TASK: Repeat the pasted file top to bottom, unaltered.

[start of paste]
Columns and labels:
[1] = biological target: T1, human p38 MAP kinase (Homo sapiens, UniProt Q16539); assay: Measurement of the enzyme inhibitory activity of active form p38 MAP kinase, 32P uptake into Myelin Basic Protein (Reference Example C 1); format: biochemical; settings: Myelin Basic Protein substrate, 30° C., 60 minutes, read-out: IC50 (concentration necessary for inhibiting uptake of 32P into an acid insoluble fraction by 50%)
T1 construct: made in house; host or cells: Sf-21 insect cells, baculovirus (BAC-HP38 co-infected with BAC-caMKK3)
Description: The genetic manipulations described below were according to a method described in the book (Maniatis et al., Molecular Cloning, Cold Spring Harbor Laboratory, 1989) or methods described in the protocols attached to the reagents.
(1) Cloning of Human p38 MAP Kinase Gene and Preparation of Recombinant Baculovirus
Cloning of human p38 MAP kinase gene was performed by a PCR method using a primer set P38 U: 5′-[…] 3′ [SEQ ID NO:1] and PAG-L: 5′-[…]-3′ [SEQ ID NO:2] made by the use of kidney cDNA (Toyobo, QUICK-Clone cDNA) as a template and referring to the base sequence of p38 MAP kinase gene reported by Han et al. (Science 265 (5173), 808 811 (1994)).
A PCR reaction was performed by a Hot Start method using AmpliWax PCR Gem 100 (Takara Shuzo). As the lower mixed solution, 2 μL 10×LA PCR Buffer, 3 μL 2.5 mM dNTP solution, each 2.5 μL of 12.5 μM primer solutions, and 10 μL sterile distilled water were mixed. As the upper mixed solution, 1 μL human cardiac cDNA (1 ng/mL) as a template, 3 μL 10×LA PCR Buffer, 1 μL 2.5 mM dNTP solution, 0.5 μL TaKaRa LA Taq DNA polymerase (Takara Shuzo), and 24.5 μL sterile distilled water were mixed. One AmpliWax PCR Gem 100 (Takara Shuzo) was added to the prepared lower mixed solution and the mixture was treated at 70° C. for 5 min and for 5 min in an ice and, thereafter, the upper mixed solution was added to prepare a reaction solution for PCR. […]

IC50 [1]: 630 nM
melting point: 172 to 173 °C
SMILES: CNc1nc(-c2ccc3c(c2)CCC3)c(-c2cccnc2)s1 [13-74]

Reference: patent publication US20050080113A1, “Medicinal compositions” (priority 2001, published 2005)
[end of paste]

Columns and labels:
[1] = biological target: T1, human p38 MAP kinase (Homo sapiens, UniProt Q16539); assay: Measurement of the enzyme inhibitory activity of active form p38 MAP kinase, 32P uptake into Myelin Basic Protein (Reference Example C 1); format: biochemical; settings: Myelin Basic Protein substrate, 30° C., 60 minutes, read-out: IC50 (concentration necessary for inhibiting uptake of 32P into an acid insoluble fraction by 50%)
T1 construct: made in house; host or cells: Sf-21 insect cells, baculovirus (BAC-HP38 co-infected with BAC-caMKK3)
Description: The genetic manipulations described below were according to a method described in the book (Maniatis et al., Molecular Cloning, Cold Spring Harbor Laboratory, 1989) or methods described in the protocols attached to the reagents.
(1) Cloning of Human p38 MAP Kinase Gene and Preparation of Recombinant Baculovirus
Cloning of human p38 MAP kinase gene was performed by a PCR method using a primer set P38 U: 5′-[…] 3′ [SEQ ID NO:1] and PAG-L: 5′-[…]-3′ [SEQ ID NO:2] made by the use of kidney cDNA (Toyobo, QUICK-Clone cDNA) as a template and referring to the base sequence of p38 MAP kinase gene reported by Han et al. (Science 265 (5173), 808 811 (1994)).
A PCR reaction was performed by a Hot Start method using AmpliWax PCR Gem 100 (Takara Shuzo). As the lower mixed solution, 2 μL 10×LA PCR Buffer, 3 μL 2.5 mM dNTP solution, each 2.5 μL of 12.5 μM primer solutions, and 10 μL sterile distilled water were mixed. As the upper mixed solution, 1 μL human cardiac cDNA (1 ng/mL) as a template, 3 μL 10×LA PCR Buffer, 1 μL 2.5 mM dNTP solution, 0.5 μL TaKaRa LA Taq DNA polymerase (Takara Shuzo), and 24.5 μL sterile distilled water were mixed. One AmpliWax PCR Gem 100 (Takara Shuzo) was added to the prepared lower mixed solution and the mixture was treated at 70° C. for 5 min and for 5 min in an ice and, thereafter, the upper mixed solution was added to prepare a reaction solution for PCR. […]

IC50 [1]: 630 nM
melting point: 172 to 173 °C
SMILES: CNc1nc(-c2ccc3c(c2)CCC3)c(-c2cccnc2)s1 [13-74]

Reference: patent publication US20050080113A1, “Medicinal compositions” (priority 2001, published 2005)